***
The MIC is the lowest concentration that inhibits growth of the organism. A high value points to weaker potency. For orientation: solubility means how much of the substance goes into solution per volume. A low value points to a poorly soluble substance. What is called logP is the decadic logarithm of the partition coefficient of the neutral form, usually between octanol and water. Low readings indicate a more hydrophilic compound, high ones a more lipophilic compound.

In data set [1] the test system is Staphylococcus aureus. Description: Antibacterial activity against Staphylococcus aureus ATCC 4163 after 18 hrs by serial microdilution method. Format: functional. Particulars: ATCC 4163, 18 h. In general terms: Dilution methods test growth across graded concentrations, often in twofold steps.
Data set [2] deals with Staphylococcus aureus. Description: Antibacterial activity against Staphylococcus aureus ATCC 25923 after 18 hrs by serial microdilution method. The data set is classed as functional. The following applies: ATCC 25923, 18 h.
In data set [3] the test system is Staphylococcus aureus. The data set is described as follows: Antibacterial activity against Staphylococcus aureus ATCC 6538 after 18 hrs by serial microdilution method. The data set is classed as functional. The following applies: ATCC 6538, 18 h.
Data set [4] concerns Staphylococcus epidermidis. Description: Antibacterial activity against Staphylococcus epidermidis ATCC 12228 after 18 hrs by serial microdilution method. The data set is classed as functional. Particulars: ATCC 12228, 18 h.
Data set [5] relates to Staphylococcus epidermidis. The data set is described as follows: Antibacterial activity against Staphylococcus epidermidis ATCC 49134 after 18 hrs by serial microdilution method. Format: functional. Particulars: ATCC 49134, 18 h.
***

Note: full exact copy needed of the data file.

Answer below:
The MIC is the lowest concentration that inhibits growth of the organism. A high value points to weaker potency. For orientation: solubility means how much of the substance goes into solution per volume. A low value points to a poorly soluble substance. What is called logP is the decadic logarithm of the partition coefficient of the neutral form, usually between octanol and water. Low readings indicate a more hydrophilic compound, high ones a more lipophilic compound.

In data set [1] the test system is Staphylococcus aureus. Description: Antibacterial activity against Staphylococcus aureus ATCC 4163 after 18 hrs by serial microdilution method. Format: functional. Particulars: ATCC 4163, 18 h. In general terms: Dilution methods test growth across graded concentrations, often in twofold steps.
Data set [2] deals with Staphylococcus aureus. Description: Antibacterial activity against Staphylococcus aureus ATCC 25923 after 18 hrs by serial microdilution method. The data set is classed as functional. The following applies: ATCC 25923, 18 h.
In data set [3] the test system is Staphylococcus aureus. The data set is described as follows: Antibacterial activity against Staphylococcus aureus ATCC 6538 after 18 hrs by serial microdilution method. The data set is classed as functional. The following applies: ATCC 6538, 18 h.
Data set [4] concerns Staphylococcus epidermidis. Description: Antibacterial activity against Staphylococcus epidermidis ATCC 12228 after 18 hrs by serial microdilution method. The data set is classed as functional. Particulars: ATCC 12228, 18 h.
Data set [5] relates to Staphylococcus epidermidis. The data set is described as follows: Antibacterial activity against Staphylococcus epidermidis ATCC 49134 after 18 hrs by serial microdilution method. Format: functional. Particulars: ATCC 49134, 18 h.